The orange honey suckle is out on the hill– the vine weaving itself around trunks and branches so that it looks like trees are in bloom. The orange is so vivid that it is one of the outstanding colours of the forest right now.

We stopped to taste a small leaf growing by the path, long, green, delicious, the taste reminiscent of the lemony and bitter taste of arugula.

Broom is in bloom as well – a brilliant yellow flowers on the bushes. Purists know it is an invasive specious, and so there was some talk of trying to remove it from the hill, but bushes of it are everywhere. Not to make a laundry list, but all of the plants we saw were ones that are familiar to us from the interior: Oregon grape bushes along the side of the road, for example and Rebecca picked some salmon berry leaves to show how to make them into cones that can hold berries, when berry picking time arrives.

Val stopped us on the hill to point out the humming birds that were flitting, then diving in a small copse of trees. As well, below us, we could see the eagles soaring on currents of wind.

At the summit there is a 360 degree view of the world. Someone asked why some of the property looked like agricultural land, wondering really, why it hadn’t been sold into residential properties over the years. The reason is that on coming to this port, this area was taken over by the navy who used the large cedar pools for their ships. They had the prime interests in that land. So the cedar trees of the area were logged out by those early colonizers. Then the government took over the land and could see that it would be better to keep this area as a preserve. Thus the names of the streets around this district are Cedar Hill Road, Cedar Crossing, Cedar Hill Cross Street, Cedarwood Street, Cedar Cove, etc.

Dr. Val Napoleon invited us to her home afterward. We had muffins, one a blend of quinoa flour, millet seeds, dates and figs. The other muffin has sugar sprinkled on the top. Val said that was because she had forgotten to put it in the batter. I thought that was an innovative way to solve that problem I have had myself. I drank red Chinese tea brought to the party by Catherine, one of the students. Rebecca wanted to know what is special about red Chinese tea. There was no answer. I am going to have to go to google to find out.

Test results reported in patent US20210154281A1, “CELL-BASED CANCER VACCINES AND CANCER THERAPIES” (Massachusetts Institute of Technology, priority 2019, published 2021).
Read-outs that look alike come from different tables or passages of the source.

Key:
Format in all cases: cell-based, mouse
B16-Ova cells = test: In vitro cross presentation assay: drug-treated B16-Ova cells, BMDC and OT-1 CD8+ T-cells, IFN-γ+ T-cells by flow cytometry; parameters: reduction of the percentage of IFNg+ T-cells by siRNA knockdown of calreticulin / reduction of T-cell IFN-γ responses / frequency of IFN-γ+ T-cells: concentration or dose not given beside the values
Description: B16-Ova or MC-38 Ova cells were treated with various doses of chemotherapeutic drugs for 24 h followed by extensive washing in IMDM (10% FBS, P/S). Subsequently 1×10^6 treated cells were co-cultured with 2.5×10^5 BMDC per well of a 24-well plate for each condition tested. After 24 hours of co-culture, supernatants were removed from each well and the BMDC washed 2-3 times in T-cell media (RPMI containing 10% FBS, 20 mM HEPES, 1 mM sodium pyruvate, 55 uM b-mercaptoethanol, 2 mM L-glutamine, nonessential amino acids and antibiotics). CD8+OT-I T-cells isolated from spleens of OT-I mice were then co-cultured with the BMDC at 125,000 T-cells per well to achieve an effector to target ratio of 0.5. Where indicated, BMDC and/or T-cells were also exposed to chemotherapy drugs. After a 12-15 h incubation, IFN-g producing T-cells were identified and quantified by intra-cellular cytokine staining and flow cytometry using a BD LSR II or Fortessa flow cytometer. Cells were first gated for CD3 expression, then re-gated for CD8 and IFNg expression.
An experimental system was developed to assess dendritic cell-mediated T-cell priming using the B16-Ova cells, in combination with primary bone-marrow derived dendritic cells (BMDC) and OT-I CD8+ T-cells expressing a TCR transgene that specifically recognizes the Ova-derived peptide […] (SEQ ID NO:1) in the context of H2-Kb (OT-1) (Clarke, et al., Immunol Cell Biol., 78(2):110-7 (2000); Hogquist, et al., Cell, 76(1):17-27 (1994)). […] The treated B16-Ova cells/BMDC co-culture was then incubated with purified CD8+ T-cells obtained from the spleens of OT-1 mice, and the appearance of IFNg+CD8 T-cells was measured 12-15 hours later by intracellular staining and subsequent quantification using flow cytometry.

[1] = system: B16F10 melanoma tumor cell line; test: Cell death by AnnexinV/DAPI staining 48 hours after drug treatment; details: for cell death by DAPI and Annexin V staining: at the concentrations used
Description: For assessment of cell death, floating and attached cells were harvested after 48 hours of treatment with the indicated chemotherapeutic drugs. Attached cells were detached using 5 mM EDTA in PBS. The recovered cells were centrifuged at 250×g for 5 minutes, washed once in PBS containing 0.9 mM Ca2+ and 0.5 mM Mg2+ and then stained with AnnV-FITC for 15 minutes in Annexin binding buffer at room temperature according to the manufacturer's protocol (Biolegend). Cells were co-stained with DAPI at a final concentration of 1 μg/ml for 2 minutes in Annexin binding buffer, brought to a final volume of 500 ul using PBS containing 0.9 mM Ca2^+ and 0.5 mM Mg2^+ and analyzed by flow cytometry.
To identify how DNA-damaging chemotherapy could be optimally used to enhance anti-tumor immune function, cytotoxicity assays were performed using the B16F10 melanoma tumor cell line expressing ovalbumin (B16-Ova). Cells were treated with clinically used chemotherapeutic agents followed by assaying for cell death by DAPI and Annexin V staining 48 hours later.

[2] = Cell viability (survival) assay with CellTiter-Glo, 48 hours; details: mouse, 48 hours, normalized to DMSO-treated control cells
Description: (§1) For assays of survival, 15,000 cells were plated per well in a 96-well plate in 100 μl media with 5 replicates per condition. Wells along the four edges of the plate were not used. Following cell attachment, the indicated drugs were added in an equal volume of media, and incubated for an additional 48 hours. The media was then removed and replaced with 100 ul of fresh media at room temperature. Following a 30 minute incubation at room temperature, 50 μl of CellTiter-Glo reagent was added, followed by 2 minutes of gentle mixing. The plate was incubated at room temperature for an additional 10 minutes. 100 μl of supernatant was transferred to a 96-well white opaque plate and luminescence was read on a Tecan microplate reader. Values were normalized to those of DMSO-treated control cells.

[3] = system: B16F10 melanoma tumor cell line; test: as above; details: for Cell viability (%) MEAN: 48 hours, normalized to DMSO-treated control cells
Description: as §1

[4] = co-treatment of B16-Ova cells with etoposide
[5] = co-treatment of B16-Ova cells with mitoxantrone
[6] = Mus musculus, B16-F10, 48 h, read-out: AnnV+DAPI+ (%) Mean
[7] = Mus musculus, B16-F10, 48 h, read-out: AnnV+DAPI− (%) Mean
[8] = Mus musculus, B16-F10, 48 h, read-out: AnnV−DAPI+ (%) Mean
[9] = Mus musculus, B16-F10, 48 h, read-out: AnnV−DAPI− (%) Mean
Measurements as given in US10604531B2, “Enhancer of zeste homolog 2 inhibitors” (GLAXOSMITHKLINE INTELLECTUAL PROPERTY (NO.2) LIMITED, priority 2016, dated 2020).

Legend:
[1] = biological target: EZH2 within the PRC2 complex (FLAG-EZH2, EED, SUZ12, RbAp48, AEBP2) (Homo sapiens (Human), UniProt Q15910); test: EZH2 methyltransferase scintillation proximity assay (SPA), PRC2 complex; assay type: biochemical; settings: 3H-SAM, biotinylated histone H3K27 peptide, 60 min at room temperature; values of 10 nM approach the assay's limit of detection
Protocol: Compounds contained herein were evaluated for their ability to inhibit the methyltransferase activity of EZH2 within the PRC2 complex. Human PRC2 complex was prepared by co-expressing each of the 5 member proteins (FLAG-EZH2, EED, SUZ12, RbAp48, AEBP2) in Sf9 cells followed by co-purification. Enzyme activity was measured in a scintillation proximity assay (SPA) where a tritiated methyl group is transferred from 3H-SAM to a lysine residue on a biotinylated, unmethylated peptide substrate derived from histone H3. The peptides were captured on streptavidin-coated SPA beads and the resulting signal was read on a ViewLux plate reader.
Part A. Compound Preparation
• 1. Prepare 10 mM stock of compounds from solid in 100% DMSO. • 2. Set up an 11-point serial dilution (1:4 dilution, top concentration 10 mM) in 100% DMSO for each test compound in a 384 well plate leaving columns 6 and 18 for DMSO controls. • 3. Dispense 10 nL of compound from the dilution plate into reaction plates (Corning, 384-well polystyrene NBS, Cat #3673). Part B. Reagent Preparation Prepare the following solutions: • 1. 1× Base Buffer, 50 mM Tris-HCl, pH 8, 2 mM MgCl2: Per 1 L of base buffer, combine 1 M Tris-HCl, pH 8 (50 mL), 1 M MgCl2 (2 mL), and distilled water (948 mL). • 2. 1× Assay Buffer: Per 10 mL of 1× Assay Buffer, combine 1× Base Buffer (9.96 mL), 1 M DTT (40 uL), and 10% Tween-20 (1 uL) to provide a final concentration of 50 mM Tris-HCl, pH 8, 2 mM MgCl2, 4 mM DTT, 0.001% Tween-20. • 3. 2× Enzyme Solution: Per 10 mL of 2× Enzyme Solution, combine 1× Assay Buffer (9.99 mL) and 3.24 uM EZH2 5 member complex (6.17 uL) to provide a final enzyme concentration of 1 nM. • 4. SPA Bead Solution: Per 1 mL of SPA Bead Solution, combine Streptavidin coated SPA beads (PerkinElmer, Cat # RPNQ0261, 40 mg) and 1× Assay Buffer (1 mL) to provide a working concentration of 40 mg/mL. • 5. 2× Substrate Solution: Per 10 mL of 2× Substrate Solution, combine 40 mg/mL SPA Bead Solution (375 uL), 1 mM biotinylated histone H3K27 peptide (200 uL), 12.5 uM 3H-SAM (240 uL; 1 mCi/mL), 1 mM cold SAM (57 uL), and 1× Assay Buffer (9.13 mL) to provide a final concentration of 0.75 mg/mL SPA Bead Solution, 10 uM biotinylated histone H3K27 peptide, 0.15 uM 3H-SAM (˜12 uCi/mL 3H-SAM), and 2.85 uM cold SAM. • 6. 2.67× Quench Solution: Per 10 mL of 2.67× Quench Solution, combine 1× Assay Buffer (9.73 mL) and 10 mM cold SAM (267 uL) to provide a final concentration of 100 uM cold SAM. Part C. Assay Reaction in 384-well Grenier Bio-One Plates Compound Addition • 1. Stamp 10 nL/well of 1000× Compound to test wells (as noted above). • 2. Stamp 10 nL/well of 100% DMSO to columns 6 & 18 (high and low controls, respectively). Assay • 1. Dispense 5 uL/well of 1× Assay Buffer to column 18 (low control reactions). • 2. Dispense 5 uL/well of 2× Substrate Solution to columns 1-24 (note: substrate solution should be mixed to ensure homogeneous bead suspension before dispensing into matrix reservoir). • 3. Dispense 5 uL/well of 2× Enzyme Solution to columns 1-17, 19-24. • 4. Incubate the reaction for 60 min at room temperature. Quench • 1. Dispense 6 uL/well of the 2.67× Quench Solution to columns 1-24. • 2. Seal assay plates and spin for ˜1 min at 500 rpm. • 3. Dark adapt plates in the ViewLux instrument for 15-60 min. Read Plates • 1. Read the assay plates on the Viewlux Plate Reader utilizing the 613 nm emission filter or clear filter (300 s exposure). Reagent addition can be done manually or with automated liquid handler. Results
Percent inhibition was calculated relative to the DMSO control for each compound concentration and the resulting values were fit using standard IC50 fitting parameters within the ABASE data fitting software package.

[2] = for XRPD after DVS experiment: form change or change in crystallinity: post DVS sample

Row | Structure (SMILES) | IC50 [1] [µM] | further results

After eating, the conversation turn to work we are doing in class, since that is the one thing we all have in common – trying to find meaning to the words Legal Process in the context of Indigenous stories. I don’t know how many times this fact has to be confirmed for me as we talk about these stories: there are no right and wrong answers. The stories have multiple interpretations and our job is to figure out what those are. The stories are coming at us with such speed, one layering on top of another. I love talking about ideas after a long hike and then having refreshments in front of us.

What is the issue in the story? Where are the facts (both said and unsaid)? What can the interpretation be. And what facts are bracketed – important maybe but to be thought about later.

It is Victoria Day week-end.

A marching band was out practising their instruments, going up and down the streets, marching and playing tunes. 

We heard and saw them going both ways, up the street and down the street.

Best day ever.

Arta